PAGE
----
# a cheat-sheet for mathematical notation in code form

### Related tags

Machine Learning math-as-code

# math-as-code

This is a reference to ease developers into mathematical notation by showing comparisons with JavaScript code.

Motivation: Academic papers can be intimidating for self-taught game and graphics programmers. :)

This guide is not yet finished. If you see errors or want to contribute, please open a ticket or send a PR.

Note: For brevity, some code examples make use of npm packages. You can refer to their GitHub repos for implementation details.

# foreword

Mathematical symbols can mean different things depending on the author, context and the field of study (linear algebra, set theory, etc). This guide may not cover all uses of a symbol. In some cases, real-world references (blog posts, publications, etc) will be cited to demonstrate how a symbol might appear in the wild.

For a more complete list, refer to Wikipedia - List of Mathematical Symbols.

For simplicity, many of the code examples here operate on floating point values and are not numerically robust. For more details on why this may be a problem, see Robust Arithmetic Notes by Mikola Lysenko.

# contents

## variable name conventions

There are a variety of naming conventions depending on the context and field of study, and they are not always consistent. However, in some of the literature you may find variable names to follow a pattern like so:

• s - italic lowercase letters for scalars (e.g. a number)
• x - bold lowercase letters for vectors (e.g. a 2D point)
• A - bold uppercase letters for matrices (e.g. a 3D transformation)
• θ - italic lowercase Greek letters for constants and special variables (e.g. polar angle θ, theta)

This will also be the format of this guide.

## equals symbols

There are a number of symbols resembling the equals sign =. Here are a few common examples:

• = is for equality (values are the same)
• ≠ is for inequality (value are not the same)
• ≈ is for approximately equal to (π ≈ 3.14159)
• := is for definition (A is defined as B)

In JavaScript:

// equality
2 === 3

// inequality
2 !== 3

// approximately equal
almostEqual(Math.PI, 3.14159, 1e-5)

function almostEqual(a, b, epsilon) {
return Math.abs(a - b) <= epsilon
}

You might see the :=, =: and = symbols being used for definition.1

For example, the following defines x to be another name for 2kj.

In JavaScript, we might use var to define our variables and provide aliases:

var x = 2 * k * j

However, this is mutable, and only takes a snapshot of the values at that time. Some languages have pre-processor #define statements, which are closer to a mathematical define.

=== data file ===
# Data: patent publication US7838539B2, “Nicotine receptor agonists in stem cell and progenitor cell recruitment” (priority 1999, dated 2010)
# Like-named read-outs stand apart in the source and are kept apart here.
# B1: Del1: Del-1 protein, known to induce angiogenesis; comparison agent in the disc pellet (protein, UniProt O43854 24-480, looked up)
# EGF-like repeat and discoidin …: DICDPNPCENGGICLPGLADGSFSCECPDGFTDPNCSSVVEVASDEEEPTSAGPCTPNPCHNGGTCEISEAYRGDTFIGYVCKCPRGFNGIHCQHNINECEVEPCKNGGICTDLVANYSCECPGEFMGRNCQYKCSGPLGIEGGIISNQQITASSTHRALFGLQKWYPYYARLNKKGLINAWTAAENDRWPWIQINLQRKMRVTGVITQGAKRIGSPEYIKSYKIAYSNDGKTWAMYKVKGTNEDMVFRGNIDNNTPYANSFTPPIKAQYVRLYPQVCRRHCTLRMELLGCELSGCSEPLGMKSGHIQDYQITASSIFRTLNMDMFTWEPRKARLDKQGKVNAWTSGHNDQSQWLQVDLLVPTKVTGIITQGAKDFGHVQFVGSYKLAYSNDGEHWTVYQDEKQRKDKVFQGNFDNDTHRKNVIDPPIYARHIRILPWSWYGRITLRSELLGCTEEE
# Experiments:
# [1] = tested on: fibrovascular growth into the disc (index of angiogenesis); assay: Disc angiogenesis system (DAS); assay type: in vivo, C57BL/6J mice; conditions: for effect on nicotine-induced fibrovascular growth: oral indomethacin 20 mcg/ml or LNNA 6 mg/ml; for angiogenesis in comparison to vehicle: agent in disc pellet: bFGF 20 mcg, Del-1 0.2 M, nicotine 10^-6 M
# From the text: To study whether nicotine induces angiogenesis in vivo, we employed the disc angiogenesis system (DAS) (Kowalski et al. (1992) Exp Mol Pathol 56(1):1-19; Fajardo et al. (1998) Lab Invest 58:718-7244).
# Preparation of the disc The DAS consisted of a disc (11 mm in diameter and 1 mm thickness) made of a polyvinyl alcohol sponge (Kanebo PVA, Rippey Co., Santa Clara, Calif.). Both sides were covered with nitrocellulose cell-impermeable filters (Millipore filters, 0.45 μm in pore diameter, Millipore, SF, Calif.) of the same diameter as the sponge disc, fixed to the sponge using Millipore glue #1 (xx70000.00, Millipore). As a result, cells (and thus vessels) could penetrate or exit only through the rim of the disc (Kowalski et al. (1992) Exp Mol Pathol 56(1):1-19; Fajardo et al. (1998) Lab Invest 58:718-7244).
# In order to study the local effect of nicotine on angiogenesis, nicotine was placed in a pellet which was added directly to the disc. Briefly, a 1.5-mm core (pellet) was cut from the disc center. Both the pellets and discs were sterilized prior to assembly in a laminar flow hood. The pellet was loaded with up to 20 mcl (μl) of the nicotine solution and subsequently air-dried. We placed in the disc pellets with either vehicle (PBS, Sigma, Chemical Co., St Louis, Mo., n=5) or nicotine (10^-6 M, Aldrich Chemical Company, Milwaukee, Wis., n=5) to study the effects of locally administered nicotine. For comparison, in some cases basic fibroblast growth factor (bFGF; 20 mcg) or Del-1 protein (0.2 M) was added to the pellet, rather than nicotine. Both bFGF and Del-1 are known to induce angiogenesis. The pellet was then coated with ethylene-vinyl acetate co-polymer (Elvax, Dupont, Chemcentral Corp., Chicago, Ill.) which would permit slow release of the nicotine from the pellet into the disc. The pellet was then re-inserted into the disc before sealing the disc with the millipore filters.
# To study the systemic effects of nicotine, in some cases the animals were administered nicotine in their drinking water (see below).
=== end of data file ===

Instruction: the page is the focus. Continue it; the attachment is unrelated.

A more accurate define in JavaScript (ES6) might look a bit like this:

const f = (k, j) => 2 * k * j

The following, on the other hand, represents equality:

The above equation might be interpreted in code as an assertion:

console.assert(x === (2 * k * j))

## square root and complex numbers

A square root operation is of the form:

In programming we use a sqrt function, like so:

var x = 9;
console.log(Math.sqrt(x));
//=> 3

Complex numbers are expressions of the form , where is the real part and is the imaginary part. The imaginary number is defined as:

.

In JavaScript, there is no built-in functionality for complex numbers, but there are some libraries that support complex number arithmetic. For example, using mathjs:

var math = require('mathjs')

var a = math.complex(3, -1)
//=> { re: 3, im: -1 }

var b = math.sqrt(-1)
//=> { re: 0, im: 1 }

console.log(math.multiply(a, b).toString())
//=> '1 + 3i'

The library also supports evaluating a string expression, so the above could be re-written as:

console.log(math.eval('(3 - i) * i').toString())
//=> '1 + 3i'

Other implementations:

## dot & cross

The dot · and cross × symbols have different uses depending on context.

They might seem obvious, but it's important to understand the subtle differences before we continue into other sections.

#### scalar multiplication

Both symbols can represent simple multiplication of scalars. The following are equivalent:

In programming languages we tend to use asterisk for multiplication:

var result = 5 * 4

Often, the multiplication sign is only used to avoid ambiguity (e.g. between two numbers). Here, we can omit it entirely:

If these variables represent scalars, the code would be:

var result = 3 * k * j

#### vector multiplication

To denote multiplication of one vector with a scalar, or element-wise multiplication of a vector with another vector, we typically do not use the dot · or cross × symbols. These have different meanings in linear algebra, discussed shortly.

Let's take our earlier example but apply it to vectors. For element-wise vector multiplication, you might see an open dot ∘ to represent the Hadamard product.2

In other instances, the author might explicitly define a different notation, such as a circled dot ⊙ or a filled circle ●.3

Here is how it would look in code, using arrays [x, y] to represent the 2D vectors.

var s = 3
var k = [ 1, 2 ]
var j = [ 2, 3 ]

var tmp = multiply(k, j)
var result = multiplyScalar(tmp, s)
//=> [ 6, 18 ]

Our multiply and multiplyScalar functions look like this:

function multiply(a, b) {
return [ a[0] * b[0], a[1] * b[1] ]
}

function multiplyScalar(a, scalar) {
return [ a[0] * scalar, a[1] * scalar ]
}

Similarly, matrix multiplication typically does not use the dot · or cross symbol ×. Matrix multiplication will be covered in a later section.

#### dot product

The dot symbol · can be used to denote the dot product of two vectors. Sometimes this is called the scalar product since it evaluates to a scalar.